First Minister announces steps to help increase sales of Scottish food

A study to trace the origin of dairy products on shelves in Scotland’s supermarkets will improve transparency and help to identify opportunities to increase sales of Scottish products.

First Minister Nicola Sturgeon met with representatives from the agricultural industry this morning to hear first-hand about the challenges they currently face and what actions would most help. A key issue was how to increase Scottish sourcing at home and abroad.

Ms Sturgeon and Rural Affairs Secretary Richard Lochhead discussed a range of other issues facing the industry while at South Slipperfield Farm in West Linton.

The study will be carried out by Scotland Food & Drink and will establish where retailers are sourcing products such as butter and cheese.

The results will be used as a basis for working together to achieve a step change, bring more Scottish products to market and improve access for shoppers to Scottish dairy products.

First Minister Nicola Sturgeon said:

Scotland has world class products and world class producers, and we want to see a situation where they are appearing in cafes, canteens and supermarkets throughout Scotland and also across the globe.

“We know there is a strong appetite from consumers in Scotland to have access to home-grown goods and support our farmers and producers. Supermarkets, retailers and the foodservice sector are an important part of that journey from farm to fork, but we need to establish if we can all do more to drive up sales and accessibility.

“To do this, we need to have information on where retailers are sourcing their products and then identify how we can work with them and others to ensure more of their stock is Scottish. It’s also about tempting buyers to look upon Scotland for their products.

“We will be hosting showcasing the very best of Scotland’s food and drink at an event at Gleneagles in October, where UK and international buyers – from retail, catering and wider food service – will sample our iconic products and encouraged to seize upon a golden opportunity to buy Scottish.

“A similar event last year attracted more than buyers and generated £20 million in business – the appetite is there; we need to fuel it.”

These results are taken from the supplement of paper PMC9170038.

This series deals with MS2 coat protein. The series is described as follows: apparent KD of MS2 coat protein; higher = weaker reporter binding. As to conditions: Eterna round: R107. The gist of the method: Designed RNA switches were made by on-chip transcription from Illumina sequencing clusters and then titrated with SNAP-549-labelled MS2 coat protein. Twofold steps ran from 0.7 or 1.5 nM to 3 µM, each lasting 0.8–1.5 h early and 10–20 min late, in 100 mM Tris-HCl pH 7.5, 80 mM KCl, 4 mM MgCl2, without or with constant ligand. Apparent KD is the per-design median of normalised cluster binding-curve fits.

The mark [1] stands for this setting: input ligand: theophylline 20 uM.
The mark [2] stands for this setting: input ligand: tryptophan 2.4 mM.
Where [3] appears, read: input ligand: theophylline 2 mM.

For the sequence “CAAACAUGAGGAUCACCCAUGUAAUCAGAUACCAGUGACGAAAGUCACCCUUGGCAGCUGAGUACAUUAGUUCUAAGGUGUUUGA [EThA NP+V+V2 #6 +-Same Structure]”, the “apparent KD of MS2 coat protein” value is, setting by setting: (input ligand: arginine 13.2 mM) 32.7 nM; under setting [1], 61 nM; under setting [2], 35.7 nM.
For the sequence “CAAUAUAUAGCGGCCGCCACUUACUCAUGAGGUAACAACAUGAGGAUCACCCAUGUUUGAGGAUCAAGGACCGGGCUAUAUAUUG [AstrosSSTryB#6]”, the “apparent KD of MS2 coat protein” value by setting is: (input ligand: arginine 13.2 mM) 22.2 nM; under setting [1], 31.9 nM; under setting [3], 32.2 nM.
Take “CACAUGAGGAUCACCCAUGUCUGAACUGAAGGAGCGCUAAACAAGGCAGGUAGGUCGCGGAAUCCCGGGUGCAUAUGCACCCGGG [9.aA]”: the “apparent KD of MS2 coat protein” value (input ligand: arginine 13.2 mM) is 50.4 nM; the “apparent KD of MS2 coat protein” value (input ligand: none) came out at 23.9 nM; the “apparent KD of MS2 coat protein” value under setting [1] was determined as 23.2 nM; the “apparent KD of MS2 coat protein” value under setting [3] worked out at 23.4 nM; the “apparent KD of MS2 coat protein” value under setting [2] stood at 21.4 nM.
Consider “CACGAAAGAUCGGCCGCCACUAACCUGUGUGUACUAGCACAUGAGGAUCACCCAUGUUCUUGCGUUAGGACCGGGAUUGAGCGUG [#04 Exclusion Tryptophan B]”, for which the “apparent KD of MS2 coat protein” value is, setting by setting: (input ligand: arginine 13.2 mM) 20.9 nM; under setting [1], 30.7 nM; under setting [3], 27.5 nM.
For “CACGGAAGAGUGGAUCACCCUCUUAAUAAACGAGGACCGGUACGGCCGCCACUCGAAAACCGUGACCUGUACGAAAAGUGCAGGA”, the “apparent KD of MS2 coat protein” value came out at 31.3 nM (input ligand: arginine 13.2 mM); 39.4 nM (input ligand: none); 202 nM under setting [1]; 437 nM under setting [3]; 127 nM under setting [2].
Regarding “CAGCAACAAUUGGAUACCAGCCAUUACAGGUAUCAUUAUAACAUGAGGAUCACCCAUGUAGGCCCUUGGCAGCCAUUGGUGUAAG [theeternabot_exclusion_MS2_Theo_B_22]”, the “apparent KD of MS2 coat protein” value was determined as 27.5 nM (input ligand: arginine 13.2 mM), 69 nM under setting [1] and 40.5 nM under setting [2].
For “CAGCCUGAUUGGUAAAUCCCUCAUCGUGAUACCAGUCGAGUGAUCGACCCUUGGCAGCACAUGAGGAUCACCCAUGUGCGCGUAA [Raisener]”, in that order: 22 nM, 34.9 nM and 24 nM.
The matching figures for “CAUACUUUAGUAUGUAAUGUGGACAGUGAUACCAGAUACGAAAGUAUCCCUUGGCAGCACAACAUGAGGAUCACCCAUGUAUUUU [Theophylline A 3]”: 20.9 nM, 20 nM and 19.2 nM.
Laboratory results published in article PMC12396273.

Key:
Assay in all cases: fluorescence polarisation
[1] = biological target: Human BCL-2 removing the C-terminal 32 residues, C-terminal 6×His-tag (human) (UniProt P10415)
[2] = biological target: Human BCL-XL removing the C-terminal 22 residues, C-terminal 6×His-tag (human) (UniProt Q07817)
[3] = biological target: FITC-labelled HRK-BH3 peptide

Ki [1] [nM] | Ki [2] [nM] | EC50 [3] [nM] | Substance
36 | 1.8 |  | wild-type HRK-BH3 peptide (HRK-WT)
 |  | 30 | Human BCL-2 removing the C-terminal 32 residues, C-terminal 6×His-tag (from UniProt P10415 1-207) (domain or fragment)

Chief Executive of Scotland Food & Drink James Withers said:

“The new umbrella brand for Scottish dairy is about to take our world class products to new customers overseas. But we know there is more potential in our home market too. In a survey we did last year, over 90% of shoppers said it was important to them to be able to buy Scottish dairy products.

“This new study will identify opportunities to build deeper relationships between retailers and Scottish suppliers and help shoppers in this country find the quality Scottish dairy products they want.

“The initiatives we’ve delivered in partnership with Scottish retailers and caterers over the last few years has driven over £50 million in new sales for producers. This is a platform to build on that momentum.”

The First Minister and Mr Lochhead had a roundtable discussion with stakeholders from the National Farmers Union Scotland (NFUS) and representatives from the sheep, dairy, beef and arable sectors.

A number of issues were raised and the Scottish Government’s commitment to helping was reiterated.

Rural Affairs Secretary Richard Lochhead said:

“There is no denying the importance of the agricultural sector to Scotland and the Scottish Government holds the industry in the highest regard.

“The Scottish Government is committed to supporting the sector during these volatile times through initiatives including the Scottish Dairy Brand, a £416,000 grant for the Campbeltown Creamery, a £50,000 grant to RSABI, which will go towards farmers and those working on the land by providing assistance to those who find themselves facing personal difficulties, and our recently launched discussion document on the Future of Scottish Agriculture to encourage debate and conversation on the issues currently affecting the sector.

“Across different sectors of livestock and arable farming, producers find themselves facing difficult situations at present. We will continue to actively encourage investment in the new capacity, measures to spread farming best practice, promote consumption and demand, encourage transparency in the market and explore EU support arrangements.”

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